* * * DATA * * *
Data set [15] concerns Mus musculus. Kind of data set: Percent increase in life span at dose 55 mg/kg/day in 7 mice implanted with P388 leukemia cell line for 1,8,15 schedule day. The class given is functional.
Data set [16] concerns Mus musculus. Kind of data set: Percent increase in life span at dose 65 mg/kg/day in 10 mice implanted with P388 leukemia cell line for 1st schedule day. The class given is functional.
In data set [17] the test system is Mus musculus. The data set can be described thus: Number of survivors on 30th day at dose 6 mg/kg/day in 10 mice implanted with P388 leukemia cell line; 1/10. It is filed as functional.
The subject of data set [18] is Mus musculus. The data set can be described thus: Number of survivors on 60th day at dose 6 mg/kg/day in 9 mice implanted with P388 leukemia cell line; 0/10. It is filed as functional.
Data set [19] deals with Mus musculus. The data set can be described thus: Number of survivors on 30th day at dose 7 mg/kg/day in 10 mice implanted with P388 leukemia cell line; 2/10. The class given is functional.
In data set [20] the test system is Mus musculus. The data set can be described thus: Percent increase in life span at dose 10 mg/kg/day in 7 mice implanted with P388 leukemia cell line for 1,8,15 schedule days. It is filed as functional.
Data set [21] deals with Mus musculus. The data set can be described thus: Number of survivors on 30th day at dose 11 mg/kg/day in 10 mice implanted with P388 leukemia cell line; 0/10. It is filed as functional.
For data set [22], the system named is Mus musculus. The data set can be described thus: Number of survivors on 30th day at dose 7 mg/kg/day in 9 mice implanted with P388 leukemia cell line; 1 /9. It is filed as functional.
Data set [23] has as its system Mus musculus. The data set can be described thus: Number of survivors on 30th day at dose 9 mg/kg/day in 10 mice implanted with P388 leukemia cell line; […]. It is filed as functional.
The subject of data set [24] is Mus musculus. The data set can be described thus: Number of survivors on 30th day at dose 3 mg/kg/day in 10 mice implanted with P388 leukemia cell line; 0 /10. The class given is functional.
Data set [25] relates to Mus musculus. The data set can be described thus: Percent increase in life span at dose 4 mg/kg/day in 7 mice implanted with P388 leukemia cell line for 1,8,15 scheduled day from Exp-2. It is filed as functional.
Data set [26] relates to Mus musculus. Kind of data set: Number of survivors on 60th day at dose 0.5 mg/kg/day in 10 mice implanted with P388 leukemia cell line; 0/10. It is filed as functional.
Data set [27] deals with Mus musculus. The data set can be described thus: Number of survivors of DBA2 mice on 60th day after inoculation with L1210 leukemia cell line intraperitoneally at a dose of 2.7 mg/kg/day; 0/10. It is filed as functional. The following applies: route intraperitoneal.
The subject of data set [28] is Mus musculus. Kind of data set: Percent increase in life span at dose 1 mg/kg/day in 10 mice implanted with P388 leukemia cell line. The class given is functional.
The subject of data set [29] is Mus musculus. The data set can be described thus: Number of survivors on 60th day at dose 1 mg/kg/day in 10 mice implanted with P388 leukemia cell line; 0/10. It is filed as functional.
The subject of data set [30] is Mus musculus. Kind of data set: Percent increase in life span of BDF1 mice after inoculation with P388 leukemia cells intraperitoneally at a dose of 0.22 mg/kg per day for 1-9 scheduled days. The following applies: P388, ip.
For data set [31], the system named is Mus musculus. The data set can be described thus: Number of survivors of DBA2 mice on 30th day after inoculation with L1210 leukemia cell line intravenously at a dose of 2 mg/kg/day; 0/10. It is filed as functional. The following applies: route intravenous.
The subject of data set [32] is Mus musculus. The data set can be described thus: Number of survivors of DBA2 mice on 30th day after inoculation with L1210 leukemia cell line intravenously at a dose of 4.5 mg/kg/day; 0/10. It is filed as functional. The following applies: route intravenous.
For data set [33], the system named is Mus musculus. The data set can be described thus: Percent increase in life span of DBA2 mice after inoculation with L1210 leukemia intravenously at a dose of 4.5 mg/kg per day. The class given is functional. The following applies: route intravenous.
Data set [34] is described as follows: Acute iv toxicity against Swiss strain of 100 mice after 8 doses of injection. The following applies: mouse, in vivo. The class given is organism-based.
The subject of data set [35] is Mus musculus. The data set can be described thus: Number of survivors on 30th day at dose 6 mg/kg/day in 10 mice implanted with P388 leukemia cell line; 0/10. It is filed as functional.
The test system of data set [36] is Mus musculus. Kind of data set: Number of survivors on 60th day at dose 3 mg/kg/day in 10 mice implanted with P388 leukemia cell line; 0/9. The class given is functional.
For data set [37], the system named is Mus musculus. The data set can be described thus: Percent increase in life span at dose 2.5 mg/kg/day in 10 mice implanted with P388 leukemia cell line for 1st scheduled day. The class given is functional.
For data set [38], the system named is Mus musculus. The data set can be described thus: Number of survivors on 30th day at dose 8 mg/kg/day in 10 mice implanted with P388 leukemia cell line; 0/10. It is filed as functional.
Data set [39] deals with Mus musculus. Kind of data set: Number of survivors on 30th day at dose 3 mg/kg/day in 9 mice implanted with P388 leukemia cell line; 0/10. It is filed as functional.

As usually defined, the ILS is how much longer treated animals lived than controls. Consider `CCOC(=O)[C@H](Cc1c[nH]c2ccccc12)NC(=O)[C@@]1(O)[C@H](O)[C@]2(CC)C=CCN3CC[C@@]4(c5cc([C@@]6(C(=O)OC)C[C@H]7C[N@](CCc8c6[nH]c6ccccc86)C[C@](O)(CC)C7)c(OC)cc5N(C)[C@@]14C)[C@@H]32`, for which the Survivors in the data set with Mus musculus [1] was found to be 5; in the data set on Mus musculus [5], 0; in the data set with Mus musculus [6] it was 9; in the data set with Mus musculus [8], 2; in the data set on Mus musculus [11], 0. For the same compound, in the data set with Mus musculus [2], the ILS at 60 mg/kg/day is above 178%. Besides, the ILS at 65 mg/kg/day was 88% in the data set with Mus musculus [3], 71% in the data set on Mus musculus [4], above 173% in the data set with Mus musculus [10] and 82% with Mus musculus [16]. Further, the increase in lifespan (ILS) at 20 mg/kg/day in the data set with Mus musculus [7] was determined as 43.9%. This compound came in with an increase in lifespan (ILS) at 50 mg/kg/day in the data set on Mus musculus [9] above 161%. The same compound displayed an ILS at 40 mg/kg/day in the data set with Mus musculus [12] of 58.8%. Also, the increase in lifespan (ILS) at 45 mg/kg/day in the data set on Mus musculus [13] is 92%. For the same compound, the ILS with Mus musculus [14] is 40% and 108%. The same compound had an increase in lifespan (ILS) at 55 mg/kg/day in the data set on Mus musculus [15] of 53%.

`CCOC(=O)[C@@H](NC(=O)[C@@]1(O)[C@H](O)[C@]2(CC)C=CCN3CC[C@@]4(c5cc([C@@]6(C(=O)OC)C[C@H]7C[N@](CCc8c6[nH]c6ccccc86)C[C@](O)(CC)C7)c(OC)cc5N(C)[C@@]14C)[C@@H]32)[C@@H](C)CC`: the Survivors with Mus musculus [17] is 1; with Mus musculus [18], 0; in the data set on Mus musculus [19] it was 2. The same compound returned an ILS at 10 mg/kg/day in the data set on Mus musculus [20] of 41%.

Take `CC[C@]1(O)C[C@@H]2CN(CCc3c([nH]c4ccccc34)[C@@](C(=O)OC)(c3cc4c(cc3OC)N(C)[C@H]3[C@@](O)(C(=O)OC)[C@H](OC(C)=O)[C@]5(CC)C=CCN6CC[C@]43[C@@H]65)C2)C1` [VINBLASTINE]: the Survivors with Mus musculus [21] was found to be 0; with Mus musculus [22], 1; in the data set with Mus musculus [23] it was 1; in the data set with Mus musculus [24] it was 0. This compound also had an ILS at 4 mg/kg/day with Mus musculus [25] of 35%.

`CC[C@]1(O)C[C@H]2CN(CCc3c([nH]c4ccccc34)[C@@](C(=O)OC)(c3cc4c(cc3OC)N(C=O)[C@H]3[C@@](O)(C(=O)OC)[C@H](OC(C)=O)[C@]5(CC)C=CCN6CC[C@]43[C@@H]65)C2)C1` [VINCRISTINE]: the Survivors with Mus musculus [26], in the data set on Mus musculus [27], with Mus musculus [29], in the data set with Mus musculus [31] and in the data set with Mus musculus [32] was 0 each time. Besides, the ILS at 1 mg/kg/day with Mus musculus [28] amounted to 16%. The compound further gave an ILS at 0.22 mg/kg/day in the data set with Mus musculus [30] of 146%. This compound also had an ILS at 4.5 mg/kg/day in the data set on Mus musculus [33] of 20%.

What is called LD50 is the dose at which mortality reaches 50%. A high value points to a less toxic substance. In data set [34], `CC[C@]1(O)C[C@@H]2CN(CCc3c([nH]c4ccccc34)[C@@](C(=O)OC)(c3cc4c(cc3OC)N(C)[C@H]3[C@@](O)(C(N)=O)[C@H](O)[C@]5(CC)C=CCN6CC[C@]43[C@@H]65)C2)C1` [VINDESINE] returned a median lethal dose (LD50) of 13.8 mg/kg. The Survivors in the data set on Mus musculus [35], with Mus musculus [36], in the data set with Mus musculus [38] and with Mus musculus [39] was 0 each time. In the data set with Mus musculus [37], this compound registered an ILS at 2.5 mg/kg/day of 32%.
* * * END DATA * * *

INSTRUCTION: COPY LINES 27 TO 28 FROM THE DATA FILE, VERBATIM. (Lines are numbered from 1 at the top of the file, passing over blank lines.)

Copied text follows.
`CCOC(=O)[C@@H](NC(=O)[C@@]1(O)[C@H](O)[C@]2(CC)C=CCN3CC[C@@]4(c5cc([C@@]6(C(=O)OC)C[C@H]7C[N@](CCc8c6[nH]c6ccccc86)C[C@](O)(CC)C7)c(OC)cc5N(C)[C@@]14C)[C@@H]32)[C@@H](C)CC`: the Survivors with Mus musculus [17] is 1; with Mus musculus [18], 0; in the data set on Mus musculus [19] it was 2. The same compound returned an ILS at 10 mg/kg/day in the data set on Mus musculus [20] of 41%.

Take `CC[C@]1(O)C[C@@H]2CN(CCc3c([nH]c4ccccc34)[C@@](C(=O)OC)(c3cc4c(cc3OC)N(C)[C@H]3[C@@](O)(C(=O)OC)[C@H](OC(C)=O)[C@]5(CC)C=CCN6CC[C@]43[C@@H]65)C2)C1` [VINBLASTINE]: the Survivors with Mus musculus [21] was found to be 0; with Mus musculus [22], 1; in the data set with Mus musculus [23] it was 1; in the data set with Mus musculus [24] it was 0. This compound also had an ILS at 4 mg/kg/day with Mus musculus [25] of 35%.